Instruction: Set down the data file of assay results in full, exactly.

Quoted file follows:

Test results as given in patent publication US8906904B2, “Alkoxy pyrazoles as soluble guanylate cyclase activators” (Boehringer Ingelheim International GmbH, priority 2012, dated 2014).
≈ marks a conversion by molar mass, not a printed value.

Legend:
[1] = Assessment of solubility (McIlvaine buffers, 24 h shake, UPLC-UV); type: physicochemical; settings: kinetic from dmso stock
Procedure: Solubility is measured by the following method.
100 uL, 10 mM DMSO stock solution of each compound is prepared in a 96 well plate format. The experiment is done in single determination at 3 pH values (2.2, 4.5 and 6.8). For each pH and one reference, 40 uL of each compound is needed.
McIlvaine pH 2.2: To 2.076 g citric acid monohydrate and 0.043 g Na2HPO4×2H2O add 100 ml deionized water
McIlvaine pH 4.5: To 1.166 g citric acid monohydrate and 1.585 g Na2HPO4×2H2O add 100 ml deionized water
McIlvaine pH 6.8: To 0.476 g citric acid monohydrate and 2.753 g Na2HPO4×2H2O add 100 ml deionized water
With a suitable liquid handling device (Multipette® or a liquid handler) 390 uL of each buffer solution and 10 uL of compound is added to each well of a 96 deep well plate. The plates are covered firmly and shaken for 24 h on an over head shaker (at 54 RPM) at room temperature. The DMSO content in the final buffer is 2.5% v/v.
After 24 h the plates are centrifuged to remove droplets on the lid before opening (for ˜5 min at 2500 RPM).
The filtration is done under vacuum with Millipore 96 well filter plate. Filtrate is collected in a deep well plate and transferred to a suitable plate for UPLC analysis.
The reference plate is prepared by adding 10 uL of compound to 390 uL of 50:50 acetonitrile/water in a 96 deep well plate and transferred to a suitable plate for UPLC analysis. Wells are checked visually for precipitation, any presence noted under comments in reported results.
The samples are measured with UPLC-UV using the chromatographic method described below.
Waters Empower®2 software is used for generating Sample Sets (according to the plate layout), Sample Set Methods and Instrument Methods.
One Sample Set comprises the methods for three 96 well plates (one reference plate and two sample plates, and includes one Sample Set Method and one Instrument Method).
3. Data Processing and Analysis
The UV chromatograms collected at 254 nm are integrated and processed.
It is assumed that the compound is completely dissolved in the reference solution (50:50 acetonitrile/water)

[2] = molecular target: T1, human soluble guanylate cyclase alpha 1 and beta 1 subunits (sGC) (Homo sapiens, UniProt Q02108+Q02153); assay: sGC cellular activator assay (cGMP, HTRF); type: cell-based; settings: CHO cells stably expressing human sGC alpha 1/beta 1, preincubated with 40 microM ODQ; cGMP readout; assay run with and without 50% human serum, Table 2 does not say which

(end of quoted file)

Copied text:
Test results as given in patent publication US8906904B2, “Alkoxy pyrazoles as soluble guanylate cyclase activators” (Boehringer Ingelheim International GmbH, priority 2012, dated 2014).
≈ marks a conversion by molar mass, not a printed value.

Legend:
[1] = Assessment of solubility (McIlvaine buffers, 24 h shake, UPLC-UV); type: physicochemical; settings: kinetic from dmso stock
Procedure: Solubility is measured by the following method.
100 uL, 10 mM DMSO stock solution of each compound is prepared in a 96 well plate format. The experiment is done in single determination at 3 pH values (2.2, 4.5 and 6.8). For each pH and one reference, 40 uL of each compound is needed.
McIlvaine pH 2.2: To 2.076 g citric acid monohydrate and 0.043 g Na2HPO4×2H2O add 100 ml deionized water
McIlvaine pH 4.5: To 1.166 g citric acid monohydrate and 1.585 g Na2HPO4×2H2O add 100 ml deionized water
McIlvaine pH 6.8: To 0.476 g citric acid monohydrate and 2.753 g Na2HPO4×2H2O add 100 ml deionized water
With a suitable liquid handling device (Multipette® or a liquid handler) 390 uL of each buffer solution and 10 uL of compound is added to each well of a 96 deep well plate. The plates are covered firmly and shaken for 24 h on an over head shaker (at 54 RPM) at room temperature. The DMSO content in the final buffer is 2.5% v/v.
After 24 h the plates are centrifuged to remove droplets on the lid before opening (for ˜5 min at 2500 RPM).
The filtration is done under vacuum with Millipore 96 well filter plate. Filtrate is collected in a deep well plate and transferred to a suitable plate for UPLC analysis.
The reference plate is prepared by adding 10 uL of compound to 390 uL of 50:50 acetonitrile/water in a 96 deep well plate and transferred to a suitable plate for UPLC analysis. Wells are checked visually for precipitation, any presence noted under comments in reported results.
The samples are measured with UPLC-UV using the chromatographic method described below.
Waters Empower®2 software is used for generating Sample Sets (according to the plate layout), Sample Set Methods and Instrument Methods.
One Sample Set comprises the methods for three 96 well plates (one reference plate and two sample plates, and includes one Sample Set Method and one Instrument Method).
3. Data Processing and Analysis
The UV chromatograms collected at 254 nm are integrated and processed.
It is assumed that the compound is completely dissolved in the reference solution (50:50 acetonitrile/water)

[2] = molecular target: T1, human soluble guanylate cyclase alpha 1 and beta 1 subunits (sGC) (Homo sapiens, UniProt Q02108+Q02153); assay: sGC cellular activator assay (cGMP, HTRF); type: cell-based; settings: CHO cells stably expressing human sGC alpha 1/beta 1, preincubated with 40 microM ODQ; cGMP readout; assay run with and without 50% human serum, Table 2 does not say which